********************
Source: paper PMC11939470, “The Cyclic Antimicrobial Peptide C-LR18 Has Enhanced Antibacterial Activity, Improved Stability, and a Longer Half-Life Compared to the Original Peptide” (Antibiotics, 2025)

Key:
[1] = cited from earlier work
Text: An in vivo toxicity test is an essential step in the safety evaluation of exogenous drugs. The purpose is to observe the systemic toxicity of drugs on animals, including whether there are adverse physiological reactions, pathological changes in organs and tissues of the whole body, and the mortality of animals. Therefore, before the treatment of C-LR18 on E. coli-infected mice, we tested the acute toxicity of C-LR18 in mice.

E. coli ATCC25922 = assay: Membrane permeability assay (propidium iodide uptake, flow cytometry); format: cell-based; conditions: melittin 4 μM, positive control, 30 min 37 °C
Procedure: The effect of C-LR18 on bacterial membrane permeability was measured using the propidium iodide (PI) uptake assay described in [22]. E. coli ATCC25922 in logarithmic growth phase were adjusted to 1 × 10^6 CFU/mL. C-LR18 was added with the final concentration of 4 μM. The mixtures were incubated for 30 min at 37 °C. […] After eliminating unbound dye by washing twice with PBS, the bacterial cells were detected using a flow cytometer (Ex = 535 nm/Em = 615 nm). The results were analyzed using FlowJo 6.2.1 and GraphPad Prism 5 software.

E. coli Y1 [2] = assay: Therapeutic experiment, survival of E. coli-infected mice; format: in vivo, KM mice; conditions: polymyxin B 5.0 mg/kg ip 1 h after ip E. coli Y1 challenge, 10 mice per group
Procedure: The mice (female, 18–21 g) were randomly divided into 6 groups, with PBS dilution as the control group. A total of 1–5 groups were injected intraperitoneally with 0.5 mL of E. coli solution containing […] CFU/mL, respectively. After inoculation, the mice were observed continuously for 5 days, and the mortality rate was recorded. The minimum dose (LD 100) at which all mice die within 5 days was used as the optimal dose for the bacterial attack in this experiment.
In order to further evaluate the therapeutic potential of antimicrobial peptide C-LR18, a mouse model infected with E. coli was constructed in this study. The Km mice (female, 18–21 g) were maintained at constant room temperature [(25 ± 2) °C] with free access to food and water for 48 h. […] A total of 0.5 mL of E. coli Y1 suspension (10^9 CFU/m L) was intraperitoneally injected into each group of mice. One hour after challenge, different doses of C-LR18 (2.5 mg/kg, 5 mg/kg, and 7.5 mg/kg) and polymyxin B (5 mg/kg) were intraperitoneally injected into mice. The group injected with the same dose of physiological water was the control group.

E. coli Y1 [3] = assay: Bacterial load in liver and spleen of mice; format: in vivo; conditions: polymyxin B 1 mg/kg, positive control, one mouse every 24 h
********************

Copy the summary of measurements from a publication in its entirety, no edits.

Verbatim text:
Source: paper PMC11939470, “The Cyclic Antimicrobial Peptide C-LR18 Has Enhanced Antibacterial Activity, Improved Stability, and a Longer Half-Life Compared to the Original Peptide” (Antibiotics, 2025)

Key:
[1] = cited from earlier work
Text: An in vivo toxicity test is an essential step in the safety evaluation of exogenous drugs. The purpose is to observe the systemic toxicity of drugs on animals, including whether there are adverse physiological reactions, pathological changes in organs and tissues of the whole body, and the mortality of animals. Therefore, before the treatment of C-LR18 on E. coli-infected mice, we tested the acute toxicity of C-LR18 in mice.

E. coli ATCC25922 = assay: Membrane permeability assay (propidium iodide uptake, flow cytometry); format: cell-based; conditions: melittin 4 μM, positive control, 30 min 37 °C
Procedure: The effect of C-LR18 on bacterial membrane permeability was measured using the propidium iodide (PI) uptake assay described in [22]. E. coli ATCC25922 in logarithmic growth phase were adjusted to 1 × 10^6 CFU/mL. C-LR18 was added with the final concentration of 4 μM. The mixtures were incubated for 30 min at 37 °C. […] After eliminating unbound dye by washing twice with PBS, the bacterial cells were detected using a flow cytometer (Ex = 535 nm/Em = 615 nm). The results were analyzed using FlowJo 6.2.1 and GraphPad Prism 5 software.

E. coli Y1 [2] = assay: Therapeutic experiment, survival of E. coli-infected mice; format: in vivo, KM mice; conditions: polymyxin B 5.0 mg/kg ip 1 h after ip E. coli Y1 challenge, 10 mice per group
Procedure: The mice (female, 18–21 g) were randomly divided into 6 groups, with PBS dilution as the control group. A total of 1–5 groups were injected intraperitoneally with 0.5 mL of E. coli solution containing […] CFU/mL, respectively. After inoculation, the mice were observed continuously for 5 days, and the mortality rate was recorded. The minimum dose (LD 100) at which all mice die within 5 days was used as the optimal dose for the bacterial attack in this experiment.
In order to further evaluate the therapeutic potential of antimicrobial peptide C-LR18, a mouse model infected with E. coli was constructed in this study. The Km mice (female, 18–21 g) were maintained at constant room temperature [(25 ± 2) °C] with free access to food and water for 48 h. […] A total of 0.5 mL of E. coli Y1 suspension (10^9 CFU/m L) was intraperitoneally injected into each group of mice. One hour after challenge, different doses of C-LR18 (2.5 mg/kg, 5 mg/kg, and 7.5 mg/kg) and polymyxin B (5 mg/kg) were intraperitoneally injected into mice. The group injected with the same dose of physiological water was the control group.

E. coli Y1 [3] = assay: Bacterial load in liver and spleen of mice; format: in vivo; conditions: polymyxin B 1 mg/kg, positive control, one mouse every 24 h